“You won’t find fast food restaurants or hotels or motels in areas where there is not reliable wastewater treatment,” he said.

Elliott also said possible solutions would include expanding sewer systems, identifying cost-effective treatment technology and adding decentralized treatment systems to clusters of homes not connected to a city’s sewer. Other activities involving wastewater management include the Center for Disease Control and Prevention funding a health study conducted by the University of Alabama at Birmingham and Georgie Institute of Technology and the formation of the Consortium for Alabama Rural Water and Wastewater.

Reba Love, case work manager for Rep. Terri Sewell, updated attendees on the legislative push to improve wastewater management. In addition to the $1.8 billion in funding Sewell secured in 2018, she has worked with other representatives and senators to secure $718 million for Fiscal Year 2020. Fifteen million of the $718 million was specifically allocated to Sewell’s Rural Septic Tank Access Act that was passed in 2018’s Farm Bill. Love said that Sewell’s office is moving forward to continue securing funding to benefit the Black Belt and improve wastewater management.

Bonner Serves as Keynote Speaker

Serving as the keynote speaker for the event was Jo Bonner, who is a former U.S. Representative and currently serves as Chief of Staff for Governor Kay Ivey.

Bonner’s message was that the communities of the Black Belt, along with state and federal officials, should work together to advance the region.

“There is great value in working together to reach our communities’ interests and goals. By working together we can achieve something big,” Bonner said.

While the state is experiencing economic successes, Bonner admits the Black Belt has been left out of many of those achievements.

“Our unemployment rate is the lowest in the state’s history — lowest in the Southeast, including Texas, North Carolina, Tennessee. More people are working right now than ever before in our state’s history. While these numbers are important because they show progress, there are areas, like the Black Belt, where we can do more,” Bonner said.

“But, success doesn’t just happen. It happens when people from all walks of life work together,” he added. “The Black Belt specifically, isn’t just a special place to live, it has a lot of opportunities, but a lot of challenges to meet. We can’t control what is happening in Iran, Mexico, Russia, be we can control what happens in Alabama. That is our challenge and that is our opportunity.”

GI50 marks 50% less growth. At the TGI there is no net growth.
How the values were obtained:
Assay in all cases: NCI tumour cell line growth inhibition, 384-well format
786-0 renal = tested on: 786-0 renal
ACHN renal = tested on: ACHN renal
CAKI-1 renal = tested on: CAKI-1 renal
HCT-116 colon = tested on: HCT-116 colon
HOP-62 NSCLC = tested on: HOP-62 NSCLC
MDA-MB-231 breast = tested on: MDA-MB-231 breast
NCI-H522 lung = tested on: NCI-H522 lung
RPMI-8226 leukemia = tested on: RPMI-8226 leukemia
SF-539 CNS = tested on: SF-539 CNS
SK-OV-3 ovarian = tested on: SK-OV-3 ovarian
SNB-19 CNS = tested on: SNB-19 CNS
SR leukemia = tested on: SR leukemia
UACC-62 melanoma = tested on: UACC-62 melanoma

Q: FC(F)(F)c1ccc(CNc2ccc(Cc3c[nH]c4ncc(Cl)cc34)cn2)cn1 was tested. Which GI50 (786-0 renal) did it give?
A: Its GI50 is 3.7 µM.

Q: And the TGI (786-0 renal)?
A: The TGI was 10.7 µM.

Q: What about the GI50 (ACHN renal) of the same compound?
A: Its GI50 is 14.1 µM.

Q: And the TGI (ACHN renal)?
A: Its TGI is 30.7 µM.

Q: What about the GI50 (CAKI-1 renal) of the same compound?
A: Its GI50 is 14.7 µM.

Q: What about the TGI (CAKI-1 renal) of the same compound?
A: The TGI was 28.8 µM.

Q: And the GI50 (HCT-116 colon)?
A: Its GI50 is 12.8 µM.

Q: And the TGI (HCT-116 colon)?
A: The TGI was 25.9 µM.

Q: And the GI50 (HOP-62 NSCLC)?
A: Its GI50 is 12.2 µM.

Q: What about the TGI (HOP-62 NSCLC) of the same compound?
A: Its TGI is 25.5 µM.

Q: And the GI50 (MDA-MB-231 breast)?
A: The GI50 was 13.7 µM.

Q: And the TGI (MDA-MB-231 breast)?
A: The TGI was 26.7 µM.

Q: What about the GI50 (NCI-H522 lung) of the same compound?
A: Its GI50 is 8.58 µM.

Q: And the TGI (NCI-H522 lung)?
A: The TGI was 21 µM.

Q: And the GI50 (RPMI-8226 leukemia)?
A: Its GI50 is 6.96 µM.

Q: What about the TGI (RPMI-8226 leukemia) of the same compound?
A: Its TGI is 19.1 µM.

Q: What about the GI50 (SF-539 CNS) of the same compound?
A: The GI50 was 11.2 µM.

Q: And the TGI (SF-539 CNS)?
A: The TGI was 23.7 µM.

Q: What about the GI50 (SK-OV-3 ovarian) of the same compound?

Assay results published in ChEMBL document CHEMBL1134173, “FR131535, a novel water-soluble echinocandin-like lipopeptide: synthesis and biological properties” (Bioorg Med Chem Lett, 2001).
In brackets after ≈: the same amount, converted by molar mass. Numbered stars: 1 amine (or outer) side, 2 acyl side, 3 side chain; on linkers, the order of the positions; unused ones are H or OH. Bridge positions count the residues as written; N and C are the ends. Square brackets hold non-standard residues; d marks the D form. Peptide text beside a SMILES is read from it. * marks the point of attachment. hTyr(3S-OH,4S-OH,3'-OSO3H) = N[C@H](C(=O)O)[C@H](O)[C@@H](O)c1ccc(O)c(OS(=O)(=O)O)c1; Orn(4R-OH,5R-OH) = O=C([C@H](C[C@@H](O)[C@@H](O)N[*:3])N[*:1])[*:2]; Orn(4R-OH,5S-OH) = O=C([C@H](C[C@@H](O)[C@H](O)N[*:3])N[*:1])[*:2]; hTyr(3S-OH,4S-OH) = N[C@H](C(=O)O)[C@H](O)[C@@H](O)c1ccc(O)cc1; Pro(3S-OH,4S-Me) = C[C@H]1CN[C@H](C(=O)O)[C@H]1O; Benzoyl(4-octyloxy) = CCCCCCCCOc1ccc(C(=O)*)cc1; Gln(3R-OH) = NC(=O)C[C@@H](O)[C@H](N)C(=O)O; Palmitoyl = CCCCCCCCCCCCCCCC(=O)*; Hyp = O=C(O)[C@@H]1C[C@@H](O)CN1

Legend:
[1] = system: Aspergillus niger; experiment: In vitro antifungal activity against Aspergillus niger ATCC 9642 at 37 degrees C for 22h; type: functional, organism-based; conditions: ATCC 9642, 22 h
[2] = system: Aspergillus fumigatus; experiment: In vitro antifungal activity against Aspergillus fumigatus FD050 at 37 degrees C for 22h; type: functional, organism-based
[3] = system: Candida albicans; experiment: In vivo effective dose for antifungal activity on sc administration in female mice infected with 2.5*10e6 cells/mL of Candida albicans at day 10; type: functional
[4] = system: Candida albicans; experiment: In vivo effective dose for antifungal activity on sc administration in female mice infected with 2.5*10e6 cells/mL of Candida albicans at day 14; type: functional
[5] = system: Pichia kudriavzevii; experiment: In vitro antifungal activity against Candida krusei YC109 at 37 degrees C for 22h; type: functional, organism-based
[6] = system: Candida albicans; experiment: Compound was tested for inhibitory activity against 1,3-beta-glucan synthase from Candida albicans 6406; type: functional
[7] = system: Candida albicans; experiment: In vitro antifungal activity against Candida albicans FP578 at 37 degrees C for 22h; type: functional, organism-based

Senator Jones Post-Event Interview

U.S. Senator Doug Jones completed the day’s speakers and afterward provided time for an interview about issues facing the Black Belt.

“There are positives, but still many challenges. Every county is losing population and that population is aging; our young people are not staying. We have challenges with workforce development, broadband access … the state ignored the area for so long,” Jones said.

A key to success, according to Jones, is educating and training young people for the realities of today’s job market.

“We have to reach into our schools and better educate students about the realities of career tech jobs,” he said. “We need to get kids into the Mercedez Benz plant and let them see first-hand these high-tech, good paying jobs. These are the type of jobs that will build our middle class.”

He said that while recent efforts to expand the Medicare Wage Index will benefit many people, the state should work to expand Medicaid as quickly as possible.

“What we need to do is expand Medicaid. We need to get past the politics and do what is right,” he said. “We are getting a second bite at that apple and we can’t afford not to expand Medicaid. It’s too much money, and, it’s our money going to other states.”

Jones also addressed some successes in acquiring funding for infrastructure improvements across the Black Belt as part of last year’s Farm Bill and feels there will be more bills passed this year.

“I know (infrastructure) is a serious issue for many counties around here. While we’ve had some success, we need to keep working.”


Robert Blankenship also contributed to this report.

(This article originally appeared in the Wednesday, September 18 issue of the Demopolis Times.)